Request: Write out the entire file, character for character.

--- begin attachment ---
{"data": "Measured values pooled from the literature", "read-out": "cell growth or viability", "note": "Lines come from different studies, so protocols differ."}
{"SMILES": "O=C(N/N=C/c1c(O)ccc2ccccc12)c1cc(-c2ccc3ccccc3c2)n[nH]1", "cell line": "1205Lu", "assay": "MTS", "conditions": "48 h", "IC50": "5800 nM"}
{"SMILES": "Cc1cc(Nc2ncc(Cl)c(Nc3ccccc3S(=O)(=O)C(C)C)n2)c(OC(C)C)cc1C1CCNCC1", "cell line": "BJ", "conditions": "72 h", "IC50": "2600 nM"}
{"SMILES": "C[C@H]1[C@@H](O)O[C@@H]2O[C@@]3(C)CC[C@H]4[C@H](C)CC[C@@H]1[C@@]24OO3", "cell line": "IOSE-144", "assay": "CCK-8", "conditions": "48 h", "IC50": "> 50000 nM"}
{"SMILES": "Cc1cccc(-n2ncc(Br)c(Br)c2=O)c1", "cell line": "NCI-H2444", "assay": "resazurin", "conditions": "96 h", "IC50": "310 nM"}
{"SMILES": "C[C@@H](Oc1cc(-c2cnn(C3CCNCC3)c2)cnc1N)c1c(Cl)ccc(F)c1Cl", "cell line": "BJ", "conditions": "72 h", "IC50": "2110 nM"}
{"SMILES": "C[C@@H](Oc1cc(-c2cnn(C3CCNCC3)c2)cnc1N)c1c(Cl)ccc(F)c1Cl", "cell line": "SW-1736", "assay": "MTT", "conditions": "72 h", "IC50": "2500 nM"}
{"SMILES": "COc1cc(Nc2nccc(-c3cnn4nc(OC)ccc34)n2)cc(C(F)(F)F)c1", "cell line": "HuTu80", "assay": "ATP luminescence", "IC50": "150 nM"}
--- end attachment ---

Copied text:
{"data": "Measured values pooled from the literature", "read-out": "cell growth or viability", "note": "Lines come from different studies, so protocols differ."}
{"SMILES": "O=C(N/N=C/c1c(O)ccc2ccccc12)c1cc(-c2ccc3ccccc3c2)n[nH]1", "cell line": "1205Lu", "assay": "MTS", "conditions": "48 h", "IC50": "5800 nM"}
{"SMILES": "Cc1cc(Nc2ncc(Cl)c(Nc3ccccc3S(=O)(=O)C(C)C)n2)c(OC(C)C)cc1C1CCNCC1", "cell line": "BJ", "conditions": "72 h", "IC50": "2600 nM"}
{"SMILES": "C[C@H]1[C@@H](O)O[C@@H]2O[C@@]3(C)CC[C@H]4[C@H](C)CC[C@@H]1[C@@]24OO3", "cell line": "IOSE-144", "assay": "CCK-8", "conditions": "48 h", "IC50": "> 50000 nM"}
{"SMILES": "Cc1cccc(-n2ncc(Br)c(Br)c2=O)c1", "cell line": "NCI-H2444", "assay": "resazurin", "conditions": "96 h", "IC50": "310 nM"}
{"SMILES": "C[C@@H](Oc1cc(-c2cnn(C3CCNCC3)c2)cnc1N)c1c(Cl)ccc(F)c1Cl", "cell line": "BJ", "conditions": "72 h", "IC50": "2110 nM"}
{"SMILES": "C[C@@H](Oc1cc(-c2cnn(C3CCNCC3)c2)cnc1N)c1c(Cl)ccc(F)c1Cl", "cell line": "SW-1736", "assay": "MTT", "conditions": "72 h", "IC50": "2500 nM"}
{"SMILES": "COc1cc(Nc2nccc(-c3cnn4nc(OC)ccc34)n2)cc(C(F)(F)F)c1", "cell line": "HuTu80", "assay": "ATP luminescence", "IC50": "150 nM"}